Stunning, revolutionary, cutting edge are all words that would have described Karsh Kale‘s debut solo album Realize – had it been released eight years ago. But in 2002 its mixture of ambient, classical Indian and modern dance floor sounds no longer carries the shock of the new. Since the fourth world experiments of musicians such as Brian Eno, the clash of musical cultures has become an accepted part of music’s lingua franca and the early ’90s saw a slew of bands taking these experiments one-step further and merging music from around the world with hip-hop, house and techno – with varying degrees of success.
On labels like Nation, bands such as Transglobal Underground and Loop Guru forged a powerful blend of the exotic and the everyday and soon every producer with a sampler started to throw in lazy tabla loops and sitar samples to add some spice to their mixes. The exotic was beginning to become the everyday. As a result, Asian instruments and sounds were often being shoe-horned into Western styles, rather than truly merged.
But from this emerged a new generation of British Asian artists, determined to genuinely fuse Eastern and Western musical cultures, and not have their heritage reduced to a set of pre-sets on a synthesizer. Artists like Talvin Singh, Nitin Sawhney and Badmarsh and Shri brought a genuine understanding of Asian music to the scene and raised standards.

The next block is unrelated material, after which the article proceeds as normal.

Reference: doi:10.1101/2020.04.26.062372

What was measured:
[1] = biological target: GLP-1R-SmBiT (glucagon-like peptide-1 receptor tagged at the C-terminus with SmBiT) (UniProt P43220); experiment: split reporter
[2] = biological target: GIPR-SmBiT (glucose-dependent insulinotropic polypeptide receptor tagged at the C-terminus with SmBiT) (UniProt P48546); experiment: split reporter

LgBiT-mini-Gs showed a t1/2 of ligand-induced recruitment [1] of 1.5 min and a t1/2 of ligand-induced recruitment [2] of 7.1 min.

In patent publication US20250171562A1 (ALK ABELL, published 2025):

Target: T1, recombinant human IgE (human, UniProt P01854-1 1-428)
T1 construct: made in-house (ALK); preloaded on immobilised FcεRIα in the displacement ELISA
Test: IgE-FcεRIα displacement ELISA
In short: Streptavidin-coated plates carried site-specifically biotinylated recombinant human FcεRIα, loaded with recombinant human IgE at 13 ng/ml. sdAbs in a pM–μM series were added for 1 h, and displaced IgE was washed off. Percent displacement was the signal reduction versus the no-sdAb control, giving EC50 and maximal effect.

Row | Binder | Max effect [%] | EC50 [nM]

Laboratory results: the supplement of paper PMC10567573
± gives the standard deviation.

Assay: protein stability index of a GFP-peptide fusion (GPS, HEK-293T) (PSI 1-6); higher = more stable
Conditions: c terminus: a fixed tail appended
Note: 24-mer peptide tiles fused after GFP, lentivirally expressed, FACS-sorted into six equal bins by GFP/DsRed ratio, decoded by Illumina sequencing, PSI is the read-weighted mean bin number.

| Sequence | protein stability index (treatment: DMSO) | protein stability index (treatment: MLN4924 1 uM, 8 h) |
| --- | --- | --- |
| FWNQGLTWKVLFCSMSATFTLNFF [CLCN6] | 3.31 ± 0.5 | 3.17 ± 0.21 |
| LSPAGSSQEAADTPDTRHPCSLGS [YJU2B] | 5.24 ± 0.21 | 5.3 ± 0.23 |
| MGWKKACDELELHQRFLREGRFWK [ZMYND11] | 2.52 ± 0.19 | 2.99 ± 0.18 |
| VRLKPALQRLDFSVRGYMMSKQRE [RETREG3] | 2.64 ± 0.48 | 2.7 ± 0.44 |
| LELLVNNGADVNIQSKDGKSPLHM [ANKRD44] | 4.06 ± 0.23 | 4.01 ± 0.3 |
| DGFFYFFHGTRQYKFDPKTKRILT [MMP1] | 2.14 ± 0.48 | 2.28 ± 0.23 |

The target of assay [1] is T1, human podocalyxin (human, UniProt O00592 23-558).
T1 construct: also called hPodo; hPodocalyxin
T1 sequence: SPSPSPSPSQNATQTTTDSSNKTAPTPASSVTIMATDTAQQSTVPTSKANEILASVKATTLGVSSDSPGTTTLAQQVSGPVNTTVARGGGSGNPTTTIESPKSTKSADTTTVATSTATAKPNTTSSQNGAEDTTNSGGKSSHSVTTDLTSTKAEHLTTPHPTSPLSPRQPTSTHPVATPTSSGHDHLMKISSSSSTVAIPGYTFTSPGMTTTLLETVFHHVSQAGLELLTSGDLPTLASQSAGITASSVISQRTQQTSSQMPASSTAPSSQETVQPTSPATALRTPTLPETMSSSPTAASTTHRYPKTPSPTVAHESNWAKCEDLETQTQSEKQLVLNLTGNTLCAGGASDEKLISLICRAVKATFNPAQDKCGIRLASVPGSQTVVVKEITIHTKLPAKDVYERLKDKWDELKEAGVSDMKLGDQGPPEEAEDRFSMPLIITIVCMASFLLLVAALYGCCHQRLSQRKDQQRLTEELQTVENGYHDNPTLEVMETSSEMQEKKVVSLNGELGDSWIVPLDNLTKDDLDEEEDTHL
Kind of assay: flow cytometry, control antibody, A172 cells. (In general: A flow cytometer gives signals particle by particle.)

Realize, though, sounds like a step backwards. It sounds too clean, too produced, it’s too polite and nice. It’s hard to be cutting edge when it sounds like you’re auditioning for the next Sting album. It sounds like any chancer with a stack of sample CDs could have produced this album. Karsh Kale may well be a dab hand with tabla but only rarely does that shine through – most of the time though we’re left with a new age mush that could happily soundtrack your crystal chakra shopping trip.
It’s pleasant enough, but Karsh Kale needs to push the boundaries further, weird things up a bit, take a few chances, and maybe listen to some proper cutting edge dance music than the dated trance-lite he seems to be drawing inspiration from. Tracks like ‘Distance’ could easily fitted into the first album from Eat Static – dance music, and techno in particular, has moved on light years since. Perhaps it’s time Karsh Kale did so as well.